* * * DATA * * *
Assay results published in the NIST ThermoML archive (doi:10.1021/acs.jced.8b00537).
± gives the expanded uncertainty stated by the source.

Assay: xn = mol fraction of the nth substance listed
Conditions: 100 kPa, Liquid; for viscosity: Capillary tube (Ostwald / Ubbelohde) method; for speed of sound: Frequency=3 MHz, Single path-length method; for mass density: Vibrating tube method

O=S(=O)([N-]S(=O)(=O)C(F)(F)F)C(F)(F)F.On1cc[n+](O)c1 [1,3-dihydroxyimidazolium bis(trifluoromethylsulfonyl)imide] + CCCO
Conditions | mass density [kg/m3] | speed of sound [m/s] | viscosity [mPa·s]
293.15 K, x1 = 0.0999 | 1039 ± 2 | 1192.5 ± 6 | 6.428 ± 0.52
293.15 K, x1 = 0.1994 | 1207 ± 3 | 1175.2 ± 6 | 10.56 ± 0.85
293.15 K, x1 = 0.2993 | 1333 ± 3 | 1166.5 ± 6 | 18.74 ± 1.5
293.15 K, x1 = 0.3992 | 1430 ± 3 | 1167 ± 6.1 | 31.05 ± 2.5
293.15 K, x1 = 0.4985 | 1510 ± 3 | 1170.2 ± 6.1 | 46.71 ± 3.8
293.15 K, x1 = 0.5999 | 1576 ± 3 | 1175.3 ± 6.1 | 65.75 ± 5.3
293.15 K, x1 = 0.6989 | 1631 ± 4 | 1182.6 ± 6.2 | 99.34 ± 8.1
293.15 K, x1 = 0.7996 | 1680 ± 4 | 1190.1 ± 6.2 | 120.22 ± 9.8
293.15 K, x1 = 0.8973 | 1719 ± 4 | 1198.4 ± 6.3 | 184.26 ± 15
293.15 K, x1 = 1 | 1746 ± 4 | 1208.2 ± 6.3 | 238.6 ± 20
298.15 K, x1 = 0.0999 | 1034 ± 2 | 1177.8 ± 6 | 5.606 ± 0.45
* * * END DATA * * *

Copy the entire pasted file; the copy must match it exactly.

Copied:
Assay results published in the NIST ThermoML archive (doi:10.1021/acs.jced.8b00537).
± gives the expanded uncertainty stated by the source.

Assay: xn = mol fraction of the nth substance listed
Conditions: 100 kPa, Liquid; for viscosity: Capillary tube (Ostwald / Ubbelohde) method; for speed of sound: Frequency=3 MHz, Single path-length method; for mass density: Vibrating tube method

O=S(=O)([N-]S(=O)(=O)C(F)(F)F)C(F)(F)F.On1cc[n+](O)c1 [1,3-dihydroxyimidazolium bis(trifluoromethylsulfonyl)imide] + CCCO
Conditions | mass density [kg/m3] | speed of sound [m/s] | viscosity [mPa·s]
293.15 K, x1 = 0.0999 | 1039 ± 2 | 1192.5 ± 6 | 6.428 ± 0.52
293.15 K, x1 = 0.1994 | 1207 ± 3 | 1175.2 ± 6 | 10.56 ± 0.85
293.15 K, x1 = 0.2993 | 1333 ± 3 | 1166.5 ± 6 | 18.74 ± 1.5
293.15 K, x1 = 0.3992 | 1430 ± 3 | 1167 ± 6.1 | 31.05 ± 2.5
293.15 K, x1 = 0.4985 | 1510 ± 3 | 1170.2 ± 6.1 | 46.71 ± 3.8
293.15 K, x1 = 0.5999 | 1576 ± 3 | 1175.3 ± 6.1 | 65.75 ± 5.3
293.15 K, x1 = 0.6989 | 1631 ± 4 | 1182.6 ± 6.2 | 99.34 ± 8.1
293.15 K, x1 = 0.7996 | 1680 ± 4 | 1190.1 ± 6.2 | 120.22 ± 9.8
293.15 K, x1 = 0.8973 | 1719 ± 4 | 1198.4 ± 6.3 | 184.26 ± 15
293.15 K, x1 = 1 | 1746 ± 4 | 1208.2 ± 6.3 | 238.6 ± 20
298.15 K, x1 = 0.0999 | 1034 ± 2 | 1177.8 ± 6 | 5.606 ± 0.45